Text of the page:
generally; except Shakespeare & Chaplin (neither of whom is
    respected by the English, now);poor personal hygiene; eg, a dearth of domestic bidets & not washing hands after urinating;untidy homes;giving up at the first hurdle, then blaming it on Society;being loud and inappropriately aggressive to vainly conceal shyness;poor social skills;soccer hooliganism;drinking alcohol to lubricate the wheels of social interaction rather than engaging in affinity or empathy;whinging about others rather than taking personal responsibility for their own failings;inventing Political Correctness to conceal their fear of anyone (& anything) different;discomfort with emotions and sensations – their own and others;fear of intelligent people;obsession with Sex as a solace for lovelessness;lack of realism from living in a White supremacist fantasy world;fear of failure;fear of success;trying to get their friends to like them for fear that they actually do not

    • Anonymous says:

      Well then, this guy is slightly mad :). That list may be true in some respects but certainly not all of it. I don’t believe in white supremacy and I go to a very diverse and multicultural grammar school in Cheshire, people don’t fear me for the reason that I am intelligent, I actually have a large circle of friends. We are taught about both Shakespeare and Chaplin in school and arguably the best inventions in history like the plane or telephone sprout from England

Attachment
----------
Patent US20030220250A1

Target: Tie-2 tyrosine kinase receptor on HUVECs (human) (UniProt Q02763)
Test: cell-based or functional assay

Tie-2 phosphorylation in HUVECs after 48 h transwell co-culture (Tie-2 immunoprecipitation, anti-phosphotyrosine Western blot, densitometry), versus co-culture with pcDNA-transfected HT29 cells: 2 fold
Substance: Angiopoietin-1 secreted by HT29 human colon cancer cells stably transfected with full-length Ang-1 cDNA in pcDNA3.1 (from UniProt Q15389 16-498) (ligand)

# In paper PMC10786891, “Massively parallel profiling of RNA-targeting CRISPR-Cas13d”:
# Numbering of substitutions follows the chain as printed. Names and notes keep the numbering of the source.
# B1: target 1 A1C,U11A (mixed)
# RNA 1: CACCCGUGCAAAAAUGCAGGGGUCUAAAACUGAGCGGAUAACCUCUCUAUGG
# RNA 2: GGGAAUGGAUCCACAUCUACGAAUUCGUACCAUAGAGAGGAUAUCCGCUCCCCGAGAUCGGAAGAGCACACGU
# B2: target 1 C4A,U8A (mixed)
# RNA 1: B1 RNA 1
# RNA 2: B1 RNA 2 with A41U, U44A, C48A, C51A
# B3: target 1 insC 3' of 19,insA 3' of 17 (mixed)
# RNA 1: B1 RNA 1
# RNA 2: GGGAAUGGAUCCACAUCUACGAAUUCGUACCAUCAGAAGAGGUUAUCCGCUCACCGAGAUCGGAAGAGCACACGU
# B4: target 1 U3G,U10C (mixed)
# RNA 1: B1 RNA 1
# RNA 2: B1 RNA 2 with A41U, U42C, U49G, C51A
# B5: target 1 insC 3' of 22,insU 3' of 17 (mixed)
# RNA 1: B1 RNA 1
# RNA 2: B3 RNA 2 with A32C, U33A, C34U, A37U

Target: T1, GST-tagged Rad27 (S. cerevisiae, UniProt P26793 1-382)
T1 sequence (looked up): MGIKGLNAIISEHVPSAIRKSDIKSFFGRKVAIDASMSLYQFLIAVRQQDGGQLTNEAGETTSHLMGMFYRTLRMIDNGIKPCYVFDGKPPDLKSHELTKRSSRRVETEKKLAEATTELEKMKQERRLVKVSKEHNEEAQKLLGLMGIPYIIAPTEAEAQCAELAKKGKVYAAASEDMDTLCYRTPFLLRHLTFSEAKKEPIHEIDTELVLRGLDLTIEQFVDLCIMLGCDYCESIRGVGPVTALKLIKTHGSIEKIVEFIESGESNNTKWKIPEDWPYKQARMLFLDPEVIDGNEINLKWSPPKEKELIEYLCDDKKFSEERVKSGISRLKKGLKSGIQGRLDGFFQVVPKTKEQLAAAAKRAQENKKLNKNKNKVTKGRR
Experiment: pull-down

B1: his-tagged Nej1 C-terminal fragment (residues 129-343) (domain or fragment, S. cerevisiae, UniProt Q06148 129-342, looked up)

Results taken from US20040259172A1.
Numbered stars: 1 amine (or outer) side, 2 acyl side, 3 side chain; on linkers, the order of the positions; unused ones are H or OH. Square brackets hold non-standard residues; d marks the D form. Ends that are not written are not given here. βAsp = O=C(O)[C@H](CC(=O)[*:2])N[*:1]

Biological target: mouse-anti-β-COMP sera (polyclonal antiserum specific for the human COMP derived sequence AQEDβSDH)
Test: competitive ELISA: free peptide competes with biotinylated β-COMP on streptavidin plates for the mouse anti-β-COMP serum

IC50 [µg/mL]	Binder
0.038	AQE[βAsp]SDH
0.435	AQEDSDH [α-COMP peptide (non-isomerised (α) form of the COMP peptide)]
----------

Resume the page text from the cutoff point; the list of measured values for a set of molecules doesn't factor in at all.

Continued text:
2. Anonymous says:

    I use the stiff upper lip, but I’m sure a stuffed one will work equally well.

  3. Latvian says:

    Ftalker you are obviously bitter at the world BORING

  4. Anonymous says:

    Well that was a little extreme. One persons bad experience or dislike for Britain cannot sum it up a whole. Also racism works both ways…some people don’t seem to realize that.
    I am in my twenties and I can also say that none of my friends like to mow the lawn or chat over the fence to the neighbours… so both lists are stereotypes that apply to some but not others. Most likely the people who answered this survey were of an older generation who have different values to most younger people.

  5. Proud to be British says:

    Actually, ftalker is pretty accurate!